LINCOLN — Prison reforms meant to reduce overcrowding have fallen short of their target prison population so far, the head of the Nebraska Department of Correctional Services said Friday.
Corrections Director Scott Frakes told a legislative oversight committee that the state’s total inmate population when he arrived in February 2015 was 5,383. As of Tuesday, he said, the population is 5,306 — a decrease of 77.
But the current population is about 500 inmates more than estimates by the Council of State Governments’ Justice Center, a group that has helped several states reduce overcrowding. The group projected that the population would be 4,762 at the end of September 2016.
Frakes called the group’s numbers “overly optimistic,” though he said he believes that reforms are moving the system in the right direction.
Former State Sen. Steve Lathrop, who led the committee’s questioning, asked Frakes whether he thinks the prison system will be at or below 140 percent capacity by 2020, at which point a state of emergency must be declared.
“I believe we are” going to be able to make that goal, Frakes said.
Though Frakes pointed to a number of initiatives to address the system’s capacity problems, some members of the committee expressed concern.
“We still have a long way to go to get to that 140 percent,” Omaha Sen. Heath Mello said.
Friday’s all-day hearing focused on overcrowding and efforts that officials are taking to better prepare inmates for release. Nebraska’s prisons were at 157 percent of design capacity in September, though that number is higher if state inmates serving time in county jails are factored in.
Chronic overcrowding is just one problem that the troubled agency has dealt with in recent years; another is the mistaken early release of hundreds of inmates.
The department has a hard time recruiting staff, said Diane Sabatka-Rine, deputy director of institutions. About 200 protective services posts are vacant, which means other officers must work mandatory overtime. A recent staffing analysis said the department needed an additional 138 corrections officers.
Lathrop called the large number of vacancies an “underlying problem to public safety.”
Sabatka-Rine also acknowledged that assaults on staff members are rising at an alarming rate.
From January through August, 141 staff members have been assaulted, 10 of which resulted in serious injuries, she said. That compares with 78 staff assaults — about half that number — in 2013, none of which resulted in serious injury, she said. Those assaults ranged from hitting to throwing bodily fluids.
“To be clear, our department’s goal is zero” staff assaults, she said.
Sabatka-Rine said inmates are more defiant. Frakes attributed the spike in assaults to a lack of programming, a lack of space and a general need for a healthy culture.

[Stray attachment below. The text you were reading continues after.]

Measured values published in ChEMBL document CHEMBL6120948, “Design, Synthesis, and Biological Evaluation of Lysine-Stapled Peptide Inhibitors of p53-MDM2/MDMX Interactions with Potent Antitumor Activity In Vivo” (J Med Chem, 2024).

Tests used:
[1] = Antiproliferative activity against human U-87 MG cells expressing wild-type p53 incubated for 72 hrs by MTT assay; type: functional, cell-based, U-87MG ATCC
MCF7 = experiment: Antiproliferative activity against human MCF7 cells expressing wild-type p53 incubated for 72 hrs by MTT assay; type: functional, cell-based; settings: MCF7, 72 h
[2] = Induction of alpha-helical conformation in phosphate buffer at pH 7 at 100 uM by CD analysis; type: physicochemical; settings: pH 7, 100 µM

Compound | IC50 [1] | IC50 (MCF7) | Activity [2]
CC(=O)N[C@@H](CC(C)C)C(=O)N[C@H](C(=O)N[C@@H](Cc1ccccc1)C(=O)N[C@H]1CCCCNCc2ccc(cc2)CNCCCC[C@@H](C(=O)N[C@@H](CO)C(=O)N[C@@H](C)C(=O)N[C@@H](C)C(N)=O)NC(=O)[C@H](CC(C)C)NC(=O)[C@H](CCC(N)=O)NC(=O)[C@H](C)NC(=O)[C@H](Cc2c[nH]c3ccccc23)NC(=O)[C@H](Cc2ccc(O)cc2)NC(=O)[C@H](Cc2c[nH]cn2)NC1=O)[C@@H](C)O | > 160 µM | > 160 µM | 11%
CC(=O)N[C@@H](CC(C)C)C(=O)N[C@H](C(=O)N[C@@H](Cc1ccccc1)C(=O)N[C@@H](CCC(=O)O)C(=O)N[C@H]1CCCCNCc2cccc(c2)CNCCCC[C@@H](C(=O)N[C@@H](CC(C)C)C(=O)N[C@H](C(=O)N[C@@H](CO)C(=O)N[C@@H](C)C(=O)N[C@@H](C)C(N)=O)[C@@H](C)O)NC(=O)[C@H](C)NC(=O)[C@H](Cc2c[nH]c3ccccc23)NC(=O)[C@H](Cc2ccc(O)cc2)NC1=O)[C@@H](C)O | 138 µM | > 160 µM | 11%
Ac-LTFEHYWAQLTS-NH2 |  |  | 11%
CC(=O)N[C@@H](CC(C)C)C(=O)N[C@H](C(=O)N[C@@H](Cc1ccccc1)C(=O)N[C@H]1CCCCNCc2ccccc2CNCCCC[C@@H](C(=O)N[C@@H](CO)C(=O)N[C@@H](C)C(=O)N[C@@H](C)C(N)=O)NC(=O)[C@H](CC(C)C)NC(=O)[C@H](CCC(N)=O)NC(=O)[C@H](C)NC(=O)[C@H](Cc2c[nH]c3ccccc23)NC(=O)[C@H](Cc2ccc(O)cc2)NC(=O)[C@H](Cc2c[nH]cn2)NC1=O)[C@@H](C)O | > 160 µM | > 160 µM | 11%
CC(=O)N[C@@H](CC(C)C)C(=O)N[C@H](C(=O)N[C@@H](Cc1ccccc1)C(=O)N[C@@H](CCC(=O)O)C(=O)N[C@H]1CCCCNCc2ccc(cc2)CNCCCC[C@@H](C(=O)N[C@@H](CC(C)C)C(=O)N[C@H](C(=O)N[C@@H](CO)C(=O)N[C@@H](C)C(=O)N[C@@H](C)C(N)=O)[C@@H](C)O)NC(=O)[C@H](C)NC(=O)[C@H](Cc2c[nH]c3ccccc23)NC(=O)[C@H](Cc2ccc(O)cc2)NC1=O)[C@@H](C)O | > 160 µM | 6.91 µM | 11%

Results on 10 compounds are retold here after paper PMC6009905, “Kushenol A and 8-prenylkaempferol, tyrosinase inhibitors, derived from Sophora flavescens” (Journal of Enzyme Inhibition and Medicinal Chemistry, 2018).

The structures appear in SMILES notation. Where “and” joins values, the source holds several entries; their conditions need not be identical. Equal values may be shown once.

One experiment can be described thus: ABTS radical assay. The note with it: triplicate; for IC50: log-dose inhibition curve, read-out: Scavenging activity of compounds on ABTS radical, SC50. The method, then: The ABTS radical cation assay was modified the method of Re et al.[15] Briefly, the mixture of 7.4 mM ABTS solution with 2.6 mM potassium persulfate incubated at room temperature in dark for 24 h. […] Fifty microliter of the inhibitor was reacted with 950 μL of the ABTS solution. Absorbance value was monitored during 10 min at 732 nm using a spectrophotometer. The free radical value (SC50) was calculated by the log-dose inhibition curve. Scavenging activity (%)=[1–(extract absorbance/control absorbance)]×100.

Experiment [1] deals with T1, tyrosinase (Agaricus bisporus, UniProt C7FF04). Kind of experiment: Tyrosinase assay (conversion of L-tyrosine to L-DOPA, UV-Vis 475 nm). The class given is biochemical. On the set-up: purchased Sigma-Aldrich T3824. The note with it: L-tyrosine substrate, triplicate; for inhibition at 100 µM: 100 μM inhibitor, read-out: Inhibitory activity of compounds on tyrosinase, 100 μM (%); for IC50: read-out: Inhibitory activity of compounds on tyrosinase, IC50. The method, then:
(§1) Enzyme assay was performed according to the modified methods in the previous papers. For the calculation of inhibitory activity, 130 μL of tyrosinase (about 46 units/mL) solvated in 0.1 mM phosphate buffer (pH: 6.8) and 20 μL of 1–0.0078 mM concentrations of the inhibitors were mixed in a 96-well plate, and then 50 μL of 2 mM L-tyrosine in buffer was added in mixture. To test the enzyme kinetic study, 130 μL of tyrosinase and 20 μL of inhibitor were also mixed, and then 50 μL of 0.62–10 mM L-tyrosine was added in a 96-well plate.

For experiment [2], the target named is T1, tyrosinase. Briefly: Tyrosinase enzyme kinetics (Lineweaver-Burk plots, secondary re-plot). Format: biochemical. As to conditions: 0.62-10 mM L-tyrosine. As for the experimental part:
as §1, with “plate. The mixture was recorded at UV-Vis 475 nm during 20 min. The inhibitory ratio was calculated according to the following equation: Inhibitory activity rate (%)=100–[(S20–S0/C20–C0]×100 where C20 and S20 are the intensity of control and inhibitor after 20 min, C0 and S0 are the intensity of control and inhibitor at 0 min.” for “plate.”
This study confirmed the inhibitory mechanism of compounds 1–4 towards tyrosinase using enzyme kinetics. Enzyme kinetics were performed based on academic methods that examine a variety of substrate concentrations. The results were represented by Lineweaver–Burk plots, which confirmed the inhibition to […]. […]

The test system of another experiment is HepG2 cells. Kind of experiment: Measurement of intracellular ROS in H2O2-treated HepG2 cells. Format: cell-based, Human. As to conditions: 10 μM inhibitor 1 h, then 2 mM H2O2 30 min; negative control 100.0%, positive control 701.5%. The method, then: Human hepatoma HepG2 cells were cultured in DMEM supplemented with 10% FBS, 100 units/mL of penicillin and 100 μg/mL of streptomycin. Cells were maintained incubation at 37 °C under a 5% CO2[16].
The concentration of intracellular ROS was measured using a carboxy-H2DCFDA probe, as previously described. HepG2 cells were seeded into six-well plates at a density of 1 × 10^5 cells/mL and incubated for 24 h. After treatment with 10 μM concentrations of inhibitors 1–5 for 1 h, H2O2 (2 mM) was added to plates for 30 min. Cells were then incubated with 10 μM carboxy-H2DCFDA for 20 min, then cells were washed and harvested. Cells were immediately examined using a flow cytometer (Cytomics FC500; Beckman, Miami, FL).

Frakes was hesitant to attribute the increase in serious assaults to overcrowding, saying serious assaults were down in 2013 when the prison system was about 150 percent over capacity.
“To say there’s a direct cause and effect, I struggle with that,” he said. He noted that overcrowding is “certainly” a factor.
Omaha Sen. Bob Krist questioned whether “good time” is being taken away from inmates involved in recent disturbances. He said he believes the department doesn’t effectively use good time, which can shorten an inmate’s sentence.
He called keeping corrections officers safe the department’s No. 1 problem. “We’ve got to have safe institutions,” he said.
Disturbances at Nebraska prisons have included the 2015 riot at the Tecumseh State Prison that left two inmates dead, the escape of two inmates from the Lincoln Correctional Center in June and the August assault of nine corrections officers at LCC.
More recently, inmates started two fires in cells, one using a battery and a candy wrapper; staff fired a warning shot at the Nebraska State Penitentiary after inmates refused to leave the yard and converged on staff; and Nikko Jenkins, who has been convicted of killing four people, was able to get an officer’s badge, keys and a razor to cut himself.
Other topics discussed during the hearing:
» More than 1,300 inmates are eligible for parole, but they’re not being paroled, said Rosalyn Cotton, chairwoman of the Nebraska Board of Parole. Inmates don’t show up to parole hearings, or they’re so close to their “jam out” date that they waive their appearance, she said. Some inmates don’t want to participate in programming that would be required for parole. The board also sees issues with the availability of programming to address sex offenses and substance abuse.
» The annual cost to house an inmate is about $35,000, compared with $45,000 for those on death row, who are in restricted housing that requires additional high-security staffing, Frakes said.